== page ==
@ Emily, that’s my thought too. When we just had some safety precautions in place people followed them. Now that it is a blanket policy my kids tell me about kids bringing things in that are banned all the time. Teachers don’t really check, at least in the my kid’s classroom. I’m sure they pay more attention in the classrooms where there actually is an allergy. There is no lunch room, kids eat in their classrooms. I have absolutely no problem accommodating an airborne allergy anywhere in the school. I do have an issue with not being able to send my sixth grader with a tuna sandwich because there is an ingestible allergy in the fourth grade classroom down the hall. I think the allergy prevention overkill is more dangerous to severely allergic children. People don’t take it seriously when there are unnecessary blanket policies. People are more likely to take it seriously when it is only done for severe cases where it is dangerous to even be in the same room.

  146. Leslie January 16, 2014 at 12:57 pm #

    I understand that it is scary have a child with allergies. But what about the right of other kids. Some kids will not eat just anything. When I was a child I loved peanut butter and would only eat peanut butter sands hide or tuna. So if that wasn’t what was in my lunch box I didn’t eat. It took year for me to start liking food again after many many years of not eating lunch. I know many kids who are still like this. In fact my daughter loves tuna (not allowed in her school), Nutella and peanut better also not band. So she takes milk, OJ, strawberry, egg sandwiches, and pasta with Alfredo. If you band eggs and diary what will my child eat? And she the easy one my son is monster when it comes to food, most pickiest kid I know. What about my kids right to eat. Or is your kids right better then the other 300 kids in the school. If my kid was allergic to trees would you cut them all down or how about bees let kill all the been just I cause. Some kid are allergic to the sun believe me they parents home school them. It sad I know her poor little 6 year old who can’t understand why at home the world is about her but at school has to eat lunch by her self. Poor thing will never be able to go to a park or use the bus or even the mall. Oh wait let ban milk at the mall too and bus, banks, parks, anywhere this poor child might go. We can’t have here learn to take care of herself and think the hole world isn’t about her

  147. Leslie January 16, 2014 at 1:13 pm #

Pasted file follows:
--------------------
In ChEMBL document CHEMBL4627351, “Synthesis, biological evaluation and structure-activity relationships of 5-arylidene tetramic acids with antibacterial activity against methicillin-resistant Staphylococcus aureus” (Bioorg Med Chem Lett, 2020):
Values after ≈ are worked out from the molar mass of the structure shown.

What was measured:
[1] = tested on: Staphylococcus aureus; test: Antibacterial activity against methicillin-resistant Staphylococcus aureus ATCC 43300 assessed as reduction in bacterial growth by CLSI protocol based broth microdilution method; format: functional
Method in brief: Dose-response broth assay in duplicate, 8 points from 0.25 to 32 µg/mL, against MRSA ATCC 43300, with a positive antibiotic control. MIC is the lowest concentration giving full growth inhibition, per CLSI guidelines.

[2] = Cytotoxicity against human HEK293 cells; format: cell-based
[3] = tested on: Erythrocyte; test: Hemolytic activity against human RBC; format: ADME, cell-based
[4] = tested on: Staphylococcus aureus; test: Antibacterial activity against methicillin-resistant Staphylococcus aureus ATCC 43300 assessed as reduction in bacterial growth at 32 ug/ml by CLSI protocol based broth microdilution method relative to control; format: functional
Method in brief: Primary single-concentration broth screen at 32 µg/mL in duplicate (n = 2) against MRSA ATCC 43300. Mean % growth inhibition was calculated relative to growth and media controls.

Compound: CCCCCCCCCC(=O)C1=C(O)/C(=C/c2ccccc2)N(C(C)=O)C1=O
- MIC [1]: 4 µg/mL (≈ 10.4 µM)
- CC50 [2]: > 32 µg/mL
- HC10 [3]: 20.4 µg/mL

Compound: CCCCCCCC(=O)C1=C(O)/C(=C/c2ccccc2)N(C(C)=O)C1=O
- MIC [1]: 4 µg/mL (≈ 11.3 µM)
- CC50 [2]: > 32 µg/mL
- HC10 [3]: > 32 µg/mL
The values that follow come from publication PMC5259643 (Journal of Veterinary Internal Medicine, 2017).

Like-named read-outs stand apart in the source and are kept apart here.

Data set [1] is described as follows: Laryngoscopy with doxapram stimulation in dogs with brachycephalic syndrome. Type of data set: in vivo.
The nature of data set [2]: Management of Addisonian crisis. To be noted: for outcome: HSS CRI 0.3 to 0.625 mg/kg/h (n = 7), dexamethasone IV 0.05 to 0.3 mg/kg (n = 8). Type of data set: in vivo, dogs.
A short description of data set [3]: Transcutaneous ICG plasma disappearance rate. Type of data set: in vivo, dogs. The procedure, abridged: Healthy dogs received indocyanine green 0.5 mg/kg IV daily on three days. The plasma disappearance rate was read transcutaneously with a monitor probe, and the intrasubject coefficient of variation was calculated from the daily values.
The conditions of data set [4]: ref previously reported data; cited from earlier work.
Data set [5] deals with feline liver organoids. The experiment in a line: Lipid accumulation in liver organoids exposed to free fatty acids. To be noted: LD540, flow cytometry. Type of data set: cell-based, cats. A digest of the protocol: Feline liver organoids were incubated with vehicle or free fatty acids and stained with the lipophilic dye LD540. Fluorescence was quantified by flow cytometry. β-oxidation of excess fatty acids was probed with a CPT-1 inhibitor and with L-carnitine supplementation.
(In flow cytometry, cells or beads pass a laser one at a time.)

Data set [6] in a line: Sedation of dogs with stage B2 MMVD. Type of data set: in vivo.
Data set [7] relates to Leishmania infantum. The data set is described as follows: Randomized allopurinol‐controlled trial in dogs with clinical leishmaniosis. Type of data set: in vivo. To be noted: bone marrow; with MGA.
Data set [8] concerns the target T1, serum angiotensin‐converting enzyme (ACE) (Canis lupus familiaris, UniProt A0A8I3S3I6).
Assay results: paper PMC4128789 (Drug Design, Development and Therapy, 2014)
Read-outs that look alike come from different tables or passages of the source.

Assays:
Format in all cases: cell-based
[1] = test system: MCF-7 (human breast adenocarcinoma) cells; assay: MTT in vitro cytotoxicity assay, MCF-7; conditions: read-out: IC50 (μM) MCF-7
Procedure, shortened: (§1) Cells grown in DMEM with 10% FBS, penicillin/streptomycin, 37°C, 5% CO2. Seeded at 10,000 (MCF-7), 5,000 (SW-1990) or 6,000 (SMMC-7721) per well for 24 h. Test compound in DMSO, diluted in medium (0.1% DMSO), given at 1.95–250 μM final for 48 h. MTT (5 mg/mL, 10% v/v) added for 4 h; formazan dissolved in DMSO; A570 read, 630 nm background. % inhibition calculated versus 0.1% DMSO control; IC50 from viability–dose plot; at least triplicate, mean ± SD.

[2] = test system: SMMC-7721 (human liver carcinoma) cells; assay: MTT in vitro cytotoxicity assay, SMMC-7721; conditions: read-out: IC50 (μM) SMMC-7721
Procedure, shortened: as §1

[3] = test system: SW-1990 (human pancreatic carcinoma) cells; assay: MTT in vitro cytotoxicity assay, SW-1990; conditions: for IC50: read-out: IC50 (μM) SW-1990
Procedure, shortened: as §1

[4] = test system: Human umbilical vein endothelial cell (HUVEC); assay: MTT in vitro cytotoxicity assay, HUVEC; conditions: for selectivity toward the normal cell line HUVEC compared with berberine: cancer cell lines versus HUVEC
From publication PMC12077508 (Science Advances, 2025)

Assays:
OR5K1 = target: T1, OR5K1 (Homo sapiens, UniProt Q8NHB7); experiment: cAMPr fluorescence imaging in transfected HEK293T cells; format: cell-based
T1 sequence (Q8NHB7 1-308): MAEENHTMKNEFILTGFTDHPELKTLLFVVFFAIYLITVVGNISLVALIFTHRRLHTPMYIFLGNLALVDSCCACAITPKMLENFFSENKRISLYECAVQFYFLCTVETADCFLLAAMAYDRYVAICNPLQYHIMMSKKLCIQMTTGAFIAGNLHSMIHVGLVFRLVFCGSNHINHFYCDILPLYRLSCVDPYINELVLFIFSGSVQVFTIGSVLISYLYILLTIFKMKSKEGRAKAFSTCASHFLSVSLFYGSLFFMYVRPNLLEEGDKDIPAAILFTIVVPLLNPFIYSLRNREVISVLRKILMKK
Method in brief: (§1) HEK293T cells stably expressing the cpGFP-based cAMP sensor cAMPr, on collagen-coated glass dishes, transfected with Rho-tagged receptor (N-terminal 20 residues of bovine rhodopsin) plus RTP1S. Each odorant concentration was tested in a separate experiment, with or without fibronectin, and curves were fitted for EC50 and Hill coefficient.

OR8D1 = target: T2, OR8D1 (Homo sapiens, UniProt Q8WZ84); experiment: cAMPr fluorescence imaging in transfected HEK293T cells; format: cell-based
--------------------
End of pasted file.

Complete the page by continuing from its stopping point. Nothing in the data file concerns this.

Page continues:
I understand that it is scary have a child with allergies. But what about the right of other kids. Some kids will not eat just anything. When I was a child I loved peanut butter and would only eat peanut butter sands hide or tuna. So if that wasn’t what was in my lunch box I didn’t eat. It took year for me to start liking food again after many many years of not eating lunch. I know many kids who are still like this. In fact my daughter loves tuna (not allowed in her school), Nutella and peanut better also not band. So she takes milk, OJ, strawberry, egg sandwiches, and pasta with Alfredo. If you band eggs and diary what will my child eat? And she the easy one my son is monster when it comes to food, most pickiest kid I know. What about my kids right to eat. Or is your kids right better then the other 300 kids in the school. If my kid was allergic to trees would you cut them all down or how about bees let kill all the been just I cause. Some kid are allergic to the sun believe me they parents home school them. It sad I know her poor little 6 year old who can’t understand why at home the world is about her but at school has to eat lunch by her self. Poor thing will never be able to go to a park or use the bus or even the mall. Oh wait let ban milk at the mall too and bus, banks, parks, anywhere this poor child might go. We can’t have here learn to take care of herself and think the hole world isn’t about her. As for the mom who kids have allergies, it bad I get it. If your kids are that bad home school, take responsibly for your child, have them go home for lunch or ask the school to maybe have lunch in the gym (that’s where we ate at kids) them the kids with allergies can eat in a class room that is free from whatever. Have the kids who are stating peanut butter, milk strawberry wash there hands after. Go to your child school talk to there class let them know what going on. I goddaughter best friend has strawberry allergies. His mom come to class talked to the kids and let them know what going on. Guess what on a school trip he had a attack and it was his friend who saw it coming and stop it from getting worst. Kids are smart and can be shown how to react.